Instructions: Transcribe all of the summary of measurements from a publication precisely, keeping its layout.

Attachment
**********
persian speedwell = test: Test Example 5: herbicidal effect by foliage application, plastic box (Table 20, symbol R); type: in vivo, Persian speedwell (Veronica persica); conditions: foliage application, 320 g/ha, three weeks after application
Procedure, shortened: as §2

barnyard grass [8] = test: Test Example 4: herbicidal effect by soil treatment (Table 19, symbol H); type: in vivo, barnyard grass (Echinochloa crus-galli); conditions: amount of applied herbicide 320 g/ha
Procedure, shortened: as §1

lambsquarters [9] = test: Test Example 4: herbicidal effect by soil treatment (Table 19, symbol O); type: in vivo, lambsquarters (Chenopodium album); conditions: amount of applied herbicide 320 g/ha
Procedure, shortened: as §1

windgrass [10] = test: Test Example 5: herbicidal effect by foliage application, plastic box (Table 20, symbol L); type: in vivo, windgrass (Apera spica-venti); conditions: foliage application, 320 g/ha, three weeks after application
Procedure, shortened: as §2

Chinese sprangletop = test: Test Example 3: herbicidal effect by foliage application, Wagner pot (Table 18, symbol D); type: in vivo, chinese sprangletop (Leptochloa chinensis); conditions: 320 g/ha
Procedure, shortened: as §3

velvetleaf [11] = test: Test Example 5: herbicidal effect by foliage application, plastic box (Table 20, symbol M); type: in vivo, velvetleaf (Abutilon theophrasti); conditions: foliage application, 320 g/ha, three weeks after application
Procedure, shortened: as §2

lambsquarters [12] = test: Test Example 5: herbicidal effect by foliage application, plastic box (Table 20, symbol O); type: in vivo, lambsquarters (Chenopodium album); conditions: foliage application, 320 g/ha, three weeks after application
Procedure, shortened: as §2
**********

persian speedwell = test: Test Example 5: herbicidal effect by foliage application, plastic box (Table 20, symbol R); type: in vivo, Persian speedwell (Veronica persica); conditions: foliage application, 320 g/ha, three weeks after application
Procedure, shortened: as §2

barnyard grass [8] = test: Test Example 4: herbicidal effect by soil treatment (Table 19, symbol H); type: in vivo, barnyard grass (Echinochloa crus-galli); conditions: amount of applied herbicide 320 g/ha
Procedure, shortened: as §1

lambsquarters [9] = test: Test Example 4: herbicidal effect by soil treatment (Table 19, symbol O); type: in vivo, lambsquarters (Chenopodium album); conditions: amount of applied herbicide 320 g/ha
Procedure, shortened: as §1

windgrass [10] = test: Test Example 5: herbicidal effect by foliage application, plastic box (Table 20, symbol L); type: in vivo, windgrass (Apera spica-venti); conditions: foliage application, 320 g/ha, three weeks after application
Procedure, shortened: as §2

Chinese sprangletop = test: Test Example 3: herbicidal effect by foliage application, Wagner pot (Table 18, symbol D); type: in vivo, chinese sprangletop (Leptochloa chinensis); conditions: 320 g/ha
Procedure, shortened: as §3

velvetleaf [11] = test: Test Example 5: herbicidal effect by foliage application, plastic box (Table 20, symbol M); type: in vivo, velvetleaf (Abutilon theophrasti); conditions: foliage application, 320 g/ha, three weeks after application
Procedure, shortened: as §2

lambsquarters [12] = test: Test Example 5: herbicidal effect by foliage application, plastic box (Table 20, symbol O); type: in vivo, lambsquarters (Chenopodium album); conditions: foliage application, 320 g/ha, three weeks after application
Procedure, shortened: as §2